As I have pointed out many times in the past, God’s wrath has been upon this nation for a long time. Now it is clear that our prayers and petitions for revival and mercy have been answered with judgment. That does not mean that we do not keep praying and begging for revival or even a reprieve of reform as has happened in Judah under Josiah, but it does mean we are not to be surprised at what is happening nor fall into the trap of thinking God is not hearing and acting. He is! It also means we need to be prepared to face our changing world by being confident in the purposes God has for our lives and confident in the promises He has made to believers.
Recall that Habakkuk was confident “we will not die” (1:12) because of God’s promises to Abraham and his descendants. In a similar way, we are confident that we, the church, will continue to exist and fulfill our purposes in glorifying God by making disciples of Jesus Christ until Jesus calls us out of the world at the Rapture. The church will have to function differently than the present as persecution arises, but we will continue on because Jesus promised that He would build His church (Matthew 16:18) and that is true regardless of what individuals with her, which include us, may suffer even to martyrdom.
Next week we will see how Habakkuk’s trust in God enabled him to have an unshakable hope for the future even though he knew that included the destruction of his nation. He is an example of what it means, “the righteous shall live by his faith.”
Sermon Notes – March 21, 2021
God’s Judgment of Evil Nations – Habakkuk 1:12-2:20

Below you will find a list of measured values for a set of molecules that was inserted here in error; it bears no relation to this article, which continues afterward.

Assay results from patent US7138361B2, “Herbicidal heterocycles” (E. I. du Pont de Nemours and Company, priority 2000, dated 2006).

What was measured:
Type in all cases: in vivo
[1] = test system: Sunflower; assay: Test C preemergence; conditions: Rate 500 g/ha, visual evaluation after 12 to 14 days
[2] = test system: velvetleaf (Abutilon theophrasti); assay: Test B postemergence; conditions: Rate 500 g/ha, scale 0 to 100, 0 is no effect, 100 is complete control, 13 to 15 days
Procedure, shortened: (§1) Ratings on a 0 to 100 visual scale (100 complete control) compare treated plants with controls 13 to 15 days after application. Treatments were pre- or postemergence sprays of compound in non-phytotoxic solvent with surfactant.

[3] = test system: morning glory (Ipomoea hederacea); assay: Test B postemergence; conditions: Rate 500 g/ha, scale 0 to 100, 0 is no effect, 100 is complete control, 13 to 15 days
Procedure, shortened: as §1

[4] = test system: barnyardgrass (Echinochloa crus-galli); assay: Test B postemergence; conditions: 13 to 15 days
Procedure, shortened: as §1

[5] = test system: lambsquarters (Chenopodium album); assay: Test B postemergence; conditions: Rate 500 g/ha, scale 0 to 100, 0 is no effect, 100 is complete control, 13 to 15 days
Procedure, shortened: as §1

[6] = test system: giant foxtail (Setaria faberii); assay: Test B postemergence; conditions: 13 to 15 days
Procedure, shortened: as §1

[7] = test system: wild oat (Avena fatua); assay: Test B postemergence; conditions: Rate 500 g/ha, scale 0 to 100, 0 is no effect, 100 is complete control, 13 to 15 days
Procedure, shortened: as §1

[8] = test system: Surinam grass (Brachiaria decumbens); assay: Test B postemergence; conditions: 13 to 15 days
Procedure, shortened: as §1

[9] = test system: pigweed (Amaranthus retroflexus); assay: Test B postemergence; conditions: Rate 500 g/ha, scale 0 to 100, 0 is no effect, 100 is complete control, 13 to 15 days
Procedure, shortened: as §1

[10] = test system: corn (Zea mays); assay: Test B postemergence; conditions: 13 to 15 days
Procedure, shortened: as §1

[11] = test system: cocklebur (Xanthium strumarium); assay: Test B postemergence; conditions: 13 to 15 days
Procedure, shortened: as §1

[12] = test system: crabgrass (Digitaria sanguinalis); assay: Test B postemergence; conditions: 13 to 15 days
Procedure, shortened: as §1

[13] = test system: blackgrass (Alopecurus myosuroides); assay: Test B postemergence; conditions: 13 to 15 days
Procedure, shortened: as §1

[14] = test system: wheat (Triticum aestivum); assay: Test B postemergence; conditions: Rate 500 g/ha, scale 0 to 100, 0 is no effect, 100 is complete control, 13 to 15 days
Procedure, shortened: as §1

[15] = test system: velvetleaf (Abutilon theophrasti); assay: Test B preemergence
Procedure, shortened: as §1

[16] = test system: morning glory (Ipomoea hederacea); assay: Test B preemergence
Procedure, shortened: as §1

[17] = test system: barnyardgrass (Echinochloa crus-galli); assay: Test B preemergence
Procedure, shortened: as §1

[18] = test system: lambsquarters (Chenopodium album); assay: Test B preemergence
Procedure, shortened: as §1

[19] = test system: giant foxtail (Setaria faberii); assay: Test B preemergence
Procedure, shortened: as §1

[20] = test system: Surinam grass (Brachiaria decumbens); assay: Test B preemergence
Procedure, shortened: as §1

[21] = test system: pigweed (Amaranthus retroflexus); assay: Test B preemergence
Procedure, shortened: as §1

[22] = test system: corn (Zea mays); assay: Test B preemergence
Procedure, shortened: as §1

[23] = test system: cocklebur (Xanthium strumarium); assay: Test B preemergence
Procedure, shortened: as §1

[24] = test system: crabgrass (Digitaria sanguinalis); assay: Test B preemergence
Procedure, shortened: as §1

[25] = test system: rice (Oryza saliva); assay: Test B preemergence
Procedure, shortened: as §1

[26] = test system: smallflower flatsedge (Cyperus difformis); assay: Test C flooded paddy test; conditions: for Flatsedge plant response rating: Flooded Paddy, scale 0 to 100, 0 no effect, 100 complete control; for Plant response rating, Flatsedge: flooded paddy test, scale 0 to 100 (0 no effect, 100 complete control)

Habakkuk wrote after the reign of good king Josiah during _____reign of wicked king Jehoiakim (~605BC)
He was perplexed that God ____________ seem to be answering his prayers concerning the evil in the land
He was shocked to learn God was sending the ____________Chaldeans as the answer to his prayers
God had already revealed what He would do if they _____________(Deut. 28:15-68; 2 Kings 11:12; Isa. 39)
Habakkuk’s Second Theological Problem – Habakkuk 1:12-2:1
How could God, who is pure and holy, use such a ___________nation in this way to judge Judah?
Vs. 12 – God is __________ (Gen. 21:33; Isa. 40:28; Rom. 16:26)
The Lord ___________ His promises. What He says He will do (Isa. 46:9-11)
We will not die refers to the nation for God will keep His ____________with Abraham (Gen. 17:7-8)
He affirms the “Rock” (Deut. 32) _______________and established the Chaldeans to judge & correct
He wondered if God had made them like____to be caught & dragged away & would the Chaldeans continue
History & previous prophecies gave the answer, but he did not understand God’s ______nature -2 Pet 3:9,15
God was ___________with you to bring you to the gospel & Christ, He is patient with others – do likewise